Thursday, 4 July 2013

The Earth's aphelion.

On Friday 5 July 2013, at 2.44 pm GMT, the Earth will reach its aphelion; it will be at the furthest point from the Sun in its orbit. The Earth circles the Sun every 365.26 days at an average distance of 149 598 261 km (1 AU), but its orbit is not completely circular, at its closest it is only 147 098 290 km, or 0.983 AU, from the Sun (this is called the perihelion and occurs on or near 3 January) and at its furthest it is 152 098 232 km, or 1.17 AU away.

Very simple diagram of the Earth at its aphelion (not to scale). Swinburne University of Technology.

This is counter intuitive to inhabitants of the Earth's Northern Hemisphere, who often assume that the Earth is closest to the Sun in midsummer, when in fact it is at its furthest away. This is because the tilt of the Earth plays a far greater role in our seasons than the distance from the Sun, and the Northern Hemisphere has just passed its Summer Solstice, i.e. the point at which the North Pole was pointing as close to the Sun as it ever gets, so that the Northern Hemisphere is currently getting much more sunlight than the Southern.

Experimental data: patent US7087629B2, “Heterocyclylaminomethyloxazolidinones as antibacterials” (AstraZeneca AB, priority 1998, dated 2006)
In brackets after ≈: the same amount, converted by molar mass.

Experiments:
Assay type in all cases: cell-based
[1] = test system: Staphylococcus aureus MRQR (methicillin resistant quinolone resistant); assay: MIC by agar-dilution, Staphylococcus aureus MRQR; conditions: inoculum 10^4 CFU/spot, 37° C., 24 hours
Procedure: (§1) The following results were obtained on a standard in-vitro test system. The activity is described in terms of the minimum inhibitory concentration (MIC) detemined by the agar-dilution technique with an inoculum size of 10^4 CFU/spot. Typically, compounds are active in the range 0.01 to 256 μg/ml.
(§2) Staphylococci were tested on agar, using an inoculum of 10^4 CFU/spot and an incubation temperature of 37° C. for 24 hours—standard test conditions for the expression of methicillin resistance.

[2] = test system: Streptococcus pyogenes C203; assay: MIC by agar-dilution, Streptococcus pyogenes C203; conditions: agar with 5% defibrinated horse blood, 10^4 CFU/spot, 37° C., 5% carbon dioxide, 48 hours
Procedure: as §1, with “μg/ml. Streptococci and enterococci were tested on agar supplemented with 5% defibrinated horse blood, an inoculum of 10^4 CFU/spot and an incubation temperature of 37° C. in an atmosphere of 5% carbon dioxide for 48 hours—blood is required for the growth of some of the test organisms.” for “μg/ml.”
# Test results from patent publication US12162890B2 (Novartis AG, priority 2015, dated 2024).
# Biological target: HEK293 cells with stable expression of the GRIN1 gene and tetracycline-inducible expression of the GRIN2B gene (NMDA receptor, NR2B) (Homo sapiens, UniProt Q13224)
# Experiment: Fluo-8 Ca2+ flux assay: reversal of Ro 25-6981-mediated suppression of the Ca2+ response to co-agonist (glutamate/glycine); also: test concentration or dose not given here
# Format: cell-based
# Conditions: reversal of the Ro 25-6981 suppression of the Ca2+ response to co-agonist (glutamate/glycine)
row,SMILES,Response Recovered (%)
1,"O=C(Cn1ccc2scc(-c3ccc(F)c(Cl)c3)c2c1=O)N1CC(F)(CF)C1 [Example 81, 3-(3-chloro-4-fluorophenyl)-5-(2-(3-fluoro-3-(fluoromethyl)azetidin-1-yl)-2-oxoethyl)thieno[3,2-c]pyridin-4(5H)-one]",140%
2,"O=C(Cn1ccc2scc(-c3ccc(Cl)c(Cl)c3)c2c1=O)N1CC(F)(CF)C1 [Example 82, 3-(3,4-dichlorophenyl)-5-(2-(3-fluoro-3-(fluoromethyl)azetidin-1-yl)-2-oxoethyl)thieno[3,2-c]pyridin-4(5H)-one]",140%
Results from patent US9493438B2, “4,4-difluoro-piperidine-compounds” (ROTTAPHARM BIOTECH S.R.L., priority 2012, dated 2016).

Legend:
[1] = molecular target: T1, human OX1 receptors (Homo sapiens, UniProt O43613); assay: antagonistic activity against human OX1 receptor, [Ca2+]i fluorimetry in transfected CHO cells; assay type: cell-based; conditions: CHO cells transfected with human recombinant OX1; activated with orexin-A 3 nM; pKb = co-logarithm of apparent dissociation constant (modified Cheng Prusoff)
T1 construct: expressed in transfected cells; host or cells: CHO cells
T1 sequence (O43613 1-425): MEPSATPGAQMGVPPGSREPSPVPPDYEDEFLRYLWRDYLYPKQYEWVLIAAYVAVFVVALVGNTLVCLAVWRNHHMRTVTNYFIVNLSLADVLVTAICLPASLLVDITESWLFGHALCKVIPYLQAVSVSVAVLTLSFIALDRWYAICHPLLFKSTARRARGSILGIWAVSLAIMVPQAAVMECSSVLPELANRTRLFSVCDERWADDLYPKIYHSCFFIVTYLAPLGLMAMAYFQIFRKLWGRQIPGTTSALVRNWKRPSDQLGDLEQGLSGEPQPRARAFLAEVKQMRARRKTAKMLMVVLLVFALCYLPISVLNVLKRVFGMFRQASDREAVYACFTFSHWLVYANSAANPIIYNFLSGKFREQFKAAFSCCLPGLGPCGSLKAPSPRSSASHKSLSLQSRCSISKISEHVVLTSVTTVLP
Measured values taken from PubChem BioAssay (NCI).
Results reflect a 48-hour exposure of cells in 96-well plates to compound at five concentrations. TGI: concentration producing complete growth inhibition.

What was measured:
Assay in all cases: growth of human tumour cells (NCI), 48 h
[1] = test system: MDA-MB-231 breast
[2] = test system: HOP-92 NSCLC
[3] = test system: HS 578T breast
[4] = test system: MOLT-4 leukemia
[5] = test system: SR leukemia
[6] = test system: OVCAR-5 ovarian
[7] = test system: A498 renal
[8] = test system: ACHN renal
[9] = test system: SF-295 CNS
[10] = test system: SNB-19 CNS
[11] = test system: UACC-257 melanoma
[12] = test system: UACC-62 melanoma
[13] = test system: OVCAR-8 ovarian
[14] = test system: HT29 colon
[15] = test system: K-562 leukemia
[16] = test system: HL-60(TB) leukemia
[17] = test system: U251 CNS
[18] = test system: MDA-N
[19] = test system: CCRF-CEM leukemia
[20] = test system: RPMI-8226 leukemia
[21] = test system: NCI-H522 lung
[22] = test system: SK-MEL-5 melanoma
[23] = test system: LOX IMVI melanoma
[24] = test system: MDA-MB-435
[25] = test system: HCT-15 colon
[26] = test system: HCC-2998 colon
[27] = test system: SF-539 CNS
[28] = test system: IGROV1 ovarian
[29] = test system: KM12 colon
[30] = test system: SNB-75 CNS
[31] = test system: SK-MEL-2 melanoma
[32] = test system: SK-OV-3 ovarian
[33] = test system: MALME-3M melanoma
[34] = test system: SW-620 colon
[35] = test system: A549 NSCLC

In fact the Earth could potentially move quite a bit in its orbit and still maintain an equitable climate, possibly even if it was as far out as Mars (1.5 AU), though presumably this would be somewhat cooler. Mars is a frozen wasteland largely because it is small and airless. The Earth, being larger, is able to sustain a thicker gaseous atmosphere, leading to a greenhouse effect that keeps the planet warm. Probes on the Red Planet have found abundant geological indicators of running water on the surface, suggesting that ancient Mars had a thicker atmosphere which could support liquid water, but this has now gone, the low gravity of the planet having let it escape molecule by molecule.

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